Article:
I broke my own heart on valentine’s day. yes, I did.
burton w. chace park has been on my to do list since june. if you’ve seen any national weather reports lately, you’d know that “it never rains in southern california” is a blatant lie. this weekend we finally got a break from all the rain, which was the perfect reason to spend the day in a park. (it was also the perfect reason to compete in and WIN the los angeles amazing race, but that’s another story all together.)
what I haven’t told you about chace park is that it’s situated on a point, surrounded by marinas. marinas filled with beautiful boats. if you know anything about me, you probably know that my family was deeply entranced by boating for many years. the “sara smile” was our getaway, our pride and joy, our escape. some of the best times we’ve had as a family were spent aboard our moving cabin. but we didn’t just have the boat. we had the boating shoes, the nautical outfits, the gadgets, the doggy life vests, and even the maritime-themed dishes in the galley. when schedules got too busy and river gas prices went through the roof, sara smile was sold. away at college when the transaction was completed, I cried in my dorm room.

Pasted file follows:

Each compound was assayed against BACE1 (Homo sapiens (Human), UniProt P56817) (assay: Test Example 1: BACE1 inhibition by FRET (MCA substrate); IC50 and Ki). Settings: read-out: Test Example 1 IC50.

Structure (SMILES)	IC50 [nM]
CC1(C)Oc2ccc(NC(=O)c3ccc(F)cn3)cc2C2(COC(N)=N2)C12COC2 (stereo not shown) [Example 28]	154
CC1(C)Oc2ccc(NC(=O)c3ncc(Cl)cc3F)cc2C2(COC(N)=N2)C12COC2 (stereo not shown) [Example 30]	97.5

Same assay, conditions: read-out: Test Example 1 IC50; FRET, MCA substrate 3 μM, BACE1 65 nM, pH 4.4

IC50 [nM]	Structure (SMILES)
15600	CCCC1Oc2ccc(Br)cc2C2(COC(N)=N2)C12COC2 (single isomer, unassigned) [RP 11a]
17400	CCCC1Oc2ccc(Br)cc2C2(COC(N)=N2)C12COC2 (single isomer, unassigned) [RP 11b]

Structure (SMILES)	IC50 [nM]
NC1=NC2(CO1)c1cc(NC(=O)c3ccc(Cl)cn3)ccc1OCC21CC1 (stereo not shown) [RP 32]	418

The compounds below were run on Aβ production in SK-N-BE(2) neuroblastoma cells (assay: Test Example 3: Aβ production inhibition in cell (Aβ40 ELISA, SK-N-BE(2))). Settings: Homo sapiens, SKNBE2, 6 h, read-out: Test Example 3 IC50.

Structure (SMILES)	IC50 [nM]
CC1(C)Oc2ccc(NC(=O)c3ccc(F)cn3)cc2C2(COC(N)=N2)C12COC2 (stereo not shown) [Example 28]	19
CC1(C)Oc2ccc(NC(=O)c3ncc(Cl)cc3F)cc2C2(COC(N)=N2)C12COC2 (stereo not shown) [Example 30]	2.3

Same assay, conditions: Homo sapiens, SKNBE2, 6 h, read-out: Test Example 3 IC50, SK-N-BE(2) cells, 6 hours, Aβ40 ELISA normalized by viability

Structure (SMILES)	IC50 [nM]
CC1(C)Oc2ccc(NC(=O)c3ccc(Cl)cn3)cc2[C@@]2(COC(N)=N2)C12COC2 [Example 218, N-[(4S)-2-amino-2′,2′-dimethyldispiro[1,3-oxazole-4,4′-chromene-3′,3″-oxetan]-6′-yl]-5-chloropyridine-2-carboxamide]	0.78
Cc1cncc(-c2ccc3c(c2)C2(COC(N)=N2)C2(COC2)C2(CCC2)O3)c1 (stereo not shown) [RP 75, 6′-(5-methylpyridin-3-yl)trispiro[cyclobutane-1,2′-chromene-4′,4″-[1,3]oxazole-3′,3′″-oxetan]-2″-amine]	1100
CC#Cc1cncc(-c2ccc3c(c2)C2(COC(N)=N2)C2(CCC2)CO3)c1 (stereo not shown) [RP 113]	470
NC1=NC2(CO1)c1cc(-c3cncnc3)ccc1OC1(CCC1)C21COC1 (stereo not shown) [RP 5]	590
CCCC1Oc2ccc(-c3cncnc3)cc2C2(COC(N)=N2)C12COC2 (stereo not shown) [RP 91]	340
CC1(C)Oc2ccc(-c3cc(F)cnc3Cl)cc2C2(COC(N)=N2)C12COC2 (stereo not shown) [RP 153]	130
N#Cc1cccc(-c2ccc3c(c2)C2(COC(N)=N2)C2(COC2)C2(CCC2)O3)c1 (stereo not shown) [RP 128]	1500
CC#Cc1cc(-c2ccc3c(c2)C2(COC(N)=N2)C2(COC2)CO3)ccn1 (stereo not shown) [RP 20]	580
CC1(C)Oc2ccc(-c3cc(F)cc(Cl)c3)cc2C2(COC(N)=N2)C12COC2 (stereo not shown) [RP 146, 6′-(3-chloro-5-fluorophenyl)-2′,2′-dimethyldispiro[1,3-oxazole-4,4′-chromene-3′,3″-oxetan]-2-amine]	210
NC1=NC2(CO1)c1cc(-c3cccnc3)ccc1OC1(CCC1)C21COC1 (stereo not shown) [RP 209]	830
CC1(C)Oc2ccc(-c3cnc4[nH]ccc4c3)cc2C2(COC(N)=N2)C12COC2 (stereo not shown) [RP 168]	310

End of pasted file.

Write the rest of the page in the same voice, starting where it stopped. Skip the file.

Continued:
in retrospect, we all understand that despite our heartache, the timing was right. soon after we exited the boating world, boats followed the same course as houses and other markets as the economy turned downward. it was practically sound. and anyone who knows my dad knows he’s a practical man. (aside from certain home shopping gadgets and kmart christmas lawn ornaments.)
despite no longer having the actual boat, we’re all still boaters at heart. (cheesy, I know.) for this reason, we all still enjoy admiring boats, reading boating magazines, and planning for our next boat. as such, I figured nothing could be better than watching boats pass through the harbor into the marinas on a sunny valentine’s day. I watched them pass, accurately naming the make, model, and even size of many of the passing powerboats. and my heart ached. it felt like looking at your home, but not being allowed inside. not unlike driving past a childhood house that you know has new owners and new insides, but in your mind is still your own. just the way you left it. containing the memories of your past.
because as much as we loved the boat itself, and as much as we longed for the bigger, better boat, it was really nothing more than memories. a vessel (pun intended) to bring us closer. yes, the passing boats in chace park broke my heart. but the memories put it back together.